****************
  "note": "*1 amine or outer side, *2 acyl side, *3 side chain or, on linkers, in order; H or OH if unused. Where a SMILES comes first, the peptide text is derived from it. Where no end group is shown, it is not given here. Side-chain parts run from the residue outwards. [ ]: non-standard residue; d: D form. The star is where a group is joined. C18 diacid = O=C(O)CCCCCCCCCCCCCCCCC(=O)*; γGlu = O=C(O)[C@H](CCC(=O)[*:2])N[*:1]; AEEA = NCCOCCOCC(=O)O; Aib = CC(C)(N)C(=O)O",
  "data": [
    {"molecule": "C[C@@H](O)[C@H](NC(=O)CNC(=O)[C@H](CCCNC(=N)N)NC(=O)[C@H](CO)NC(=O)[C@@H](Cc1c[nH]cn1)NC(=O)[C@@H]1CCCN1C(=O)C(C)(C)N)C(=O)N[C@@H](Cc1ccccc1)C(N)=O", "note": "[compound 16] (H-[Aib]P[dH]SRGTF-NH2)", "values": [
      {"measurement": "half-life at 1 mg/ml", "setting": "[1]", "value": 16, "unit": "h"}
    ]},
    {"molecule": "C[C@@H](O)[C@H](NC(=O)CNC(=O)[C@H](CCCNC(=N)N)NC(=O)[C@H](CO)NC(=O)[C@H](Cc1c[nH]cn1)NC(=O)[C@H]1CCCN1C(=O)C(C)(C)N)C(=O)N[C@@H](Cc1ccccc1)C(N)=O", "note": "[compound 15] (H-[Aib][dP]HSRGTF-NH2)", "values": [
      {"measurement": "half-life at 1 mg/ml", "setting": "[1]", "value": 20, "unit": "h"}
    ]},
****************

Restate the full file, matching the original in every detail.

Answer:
  "note": "*1 amine or outer side, *2 acyl side, *3 side chain or, on linkers, in order; H or OH if unused. Where a SMILES comes first, the peptide text is derived from it. Where no end group is shown, it is not given here. Side-chain parts run from the residue outwards. [ ]: non-standard residue; d: D form. The star is where a group is joined. C18 diacid = O=C(O)CCCCCCCCCCCCCCCCC(=O)*; γGlu = O=C(O)[C@H](CCC(=O)[*:2])N[*:1]; AEEA = NCCOCCOCC(=O)O; Aib = CC(C)(N)C(=O)O",
  "data": [
    {"molecule": "C[C@@H](O)[C@H](NC(=O)CNC(=O)[C@H](CCCNC(=N)N)NC(=O)[C@H](CO)NC(=O)[C@@H](Cc1c[nH]cn1)NC(=O)[C@@H]1CCCN1C(=O)C(C)(C)N)C(=O)N[C@@H](Cc1ccccc1)C(N)=O", "note": "[compound 16] (H-[Aib]P[dH]SRGTF-NH2)", "values": [
      {"measurement": "half-life at 1 mg/ml", "setting": "[1]", "value": 16, "unit": "h"}
    ]},
    {"molecule": "C[C@@H](O)[C@H](NC(=O)CNC(=O)[C@H](CCCNC(=N)N)NC(=O)[C@H](CO)NC(=O)[C@H](Cc1c[nH]cn1)NC(=O)[C@H]1CCCN1C(=O)C(C)(C)N)C(=O)N[C@@H](Cc1ccccc1)C(N)=O", "note": "[compound 15] (H-[Aib][dP]HSRGTF-NH2)", "values": [
      {"measurement": "half-life at 1 mg/ml", "setting": "[1]", "value": 20, "unit": "h"}
    ]},